Kelechi Osemele Has An Ax To Grind In Return To Baltimore

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Usually when a former Raven returns to Baltimore for the first time, it's like a homecoming celebration. They speak glowingly about the years they spent with the organization and the friends they made.

That isn't the case with former left guard/tackle Kelechi Osemele, who signed a massive five-year, $58.5 million deal with the Oakland Raiders this offseason.

Osemele's so fired up to face his former team that Raiders coaches have already talked to him about keeping his emotions in check.

"It's not just another game," Osemele told Ravens reporters Wednesday. "Obviously things didn't go the way I wanted it to, and I ended up leaving. It's going to be an emotional game."

Osemele is still emotional about the Ravens' contract offer to him this past offseason. The two sides wanted to stay together, and Osemele said he had positive conversations with General Manager Ozzie Newsome about that possibility before last season ended.

But the Ravens committed to right guard Marshal Yanda, and they didn't have enough room for the kind of deal Osemele was going to command. The Ravens also had additional needs to address, and signed safety Eric Weddle, wide receiver Mike Wallace, tight end Benjamin Watson and others.

It became especially clear that the Ravens couldn't keep Osemele when the Raiders came in with a huge number on the first day of free agency. At $11.7 million per year and $25.4 million guaranteed, Osemele is the highest-paid guard in the league.

In March, Head Coach John Harbaugh said the Ravens offered Osemele $8.5 million, which would have made him the highest-paid guard in football at the time.

"Honestly, we didn't get close at all," Osemele said of contract negotiations with the Ravens. "I wasn't really offered much at all. Some of the things that were being brought back to me were borderline … they can hurt your feelings sometimes."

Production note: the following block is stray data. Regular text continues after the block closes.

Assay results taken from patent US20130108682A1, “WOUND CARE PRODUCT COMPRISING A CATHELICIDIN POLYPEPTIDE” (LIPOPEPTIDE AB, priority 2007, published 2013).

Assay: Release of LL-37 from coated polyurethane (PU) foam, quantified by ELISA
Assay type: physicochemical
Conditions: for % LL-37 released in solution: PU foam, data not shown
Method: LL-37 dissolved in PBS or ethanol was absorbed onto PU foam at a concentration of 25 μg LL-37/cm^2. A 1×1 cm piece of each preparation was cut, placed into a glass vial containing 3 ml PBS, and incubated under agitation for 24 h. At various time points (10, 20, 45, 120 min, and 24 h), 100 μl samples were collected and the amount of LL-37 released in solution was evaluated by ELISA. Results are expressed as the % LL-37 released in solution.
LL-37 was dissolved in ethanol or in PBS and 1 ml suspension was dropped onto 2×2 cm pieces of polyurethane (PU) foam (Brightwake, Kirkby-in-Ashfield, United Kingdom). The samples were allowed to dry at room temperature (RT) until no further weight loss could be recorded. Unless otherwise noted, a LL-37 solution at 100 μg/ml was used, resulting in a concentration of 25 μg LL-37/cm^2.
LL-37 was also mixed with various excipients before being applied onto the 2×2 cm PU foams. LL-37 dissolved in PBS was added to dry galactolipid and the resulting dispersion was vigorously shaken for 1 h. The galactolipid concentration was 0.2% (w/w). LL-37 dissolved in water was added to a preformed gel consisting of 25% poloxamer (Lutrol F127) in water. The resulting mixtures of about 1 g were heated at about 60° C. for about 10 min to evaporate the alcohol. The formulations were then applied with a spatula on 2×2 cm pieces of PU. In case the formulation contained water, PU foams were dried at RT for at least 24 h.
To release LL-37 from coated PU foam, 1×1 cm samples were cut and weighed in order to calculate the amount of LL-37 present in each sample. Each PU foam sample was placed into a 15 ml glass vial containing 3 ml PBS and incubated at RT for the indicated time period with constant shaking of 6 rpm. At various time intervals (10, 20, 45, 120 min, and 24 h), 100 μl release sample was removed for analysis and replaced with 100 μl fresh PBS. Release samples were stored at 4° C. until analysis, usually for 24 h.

Before the Raiders' offer, Osemele said he knew he would be heading elsewhere. He had spoken with other former Ravens that left in free agency, including wide receiver Torrey Smith. Osemele said even some people in the organization showed him the writing on the wall.

"It's something that does happen with that organization because they're able to find so many good players," Osemele said. "I was very prepared for it."

Even though he saw a move coming, Osemele still seems bothered. When he signed with the Raiders, he said he was "coming from a place where [the offensive line is] not really appreciated."

"That, in particular, had to do with an individual in the organization that I didn't quite gel with and had issues with," Osemele explained Wednesday. "That wasn't the organization as a whole. That was one coach in particular."

From the sounds of it, Osemele may also have some beef with some of his former teammates on the other side of the line of scrimmage.

"There are a few guys, obviously, that it's going to be fun to finish through and play against in the game when you couldn't really finish through and pancake your own teammates [in practice]," Osemele said. "To go out there and talk a little trash and compete against those guys is going to be fun."

Who is Osemele talking about?

"You'll see on Sunday," he said.

Osemele is known for playing hard to (and sometimes through) the whistle. He's a strong, 6-foot-5, 330-pound mauler that gave the Ravens offensive line a nasty edge from 2012 to 2015.

He has already made a difference in Oakland. The Raiders had the No. 29-ranked rushing attack last year, but currently sit at No. 2 with 148.3 yards per game. Oakland has allowed just two sacks.

"I'm looking forward to it," defensive end Lawrence Guy said. "We were always competitive in practice and he's a great player. … You know what you're going to get out of him. You're going to have to match physicality with physicality and go right to the whistle with him. You have to play his game."

It's not all negative with Osemele. He said plans to have dinner with Ravens center Jeremy Zuttah before the game, and spoke fondly of winning a Super Bowl as a rookie and the city itself.

"I love the city and I love the organization and I believe in what they do for the community and what they represent," Osemele said. "But I'm somewhere else now. I'm 100 percent all-in with the Raiders organization and we're going to go there Sunday and put on a good performance."

Harbaugh said he couldn't adequately sum up what Osemele meant to the Ravens.

"I have a lot of respect for 'K.O,'" Harbaugh said. "He was one of my favorite players in the draft, I can tell you that. When he came out, I really wanted him here and he did not disappoint. He brought to the table all of the things that we like to see in our players and our offensive linemen. I'm happy for him that he was able to do so well for his family."

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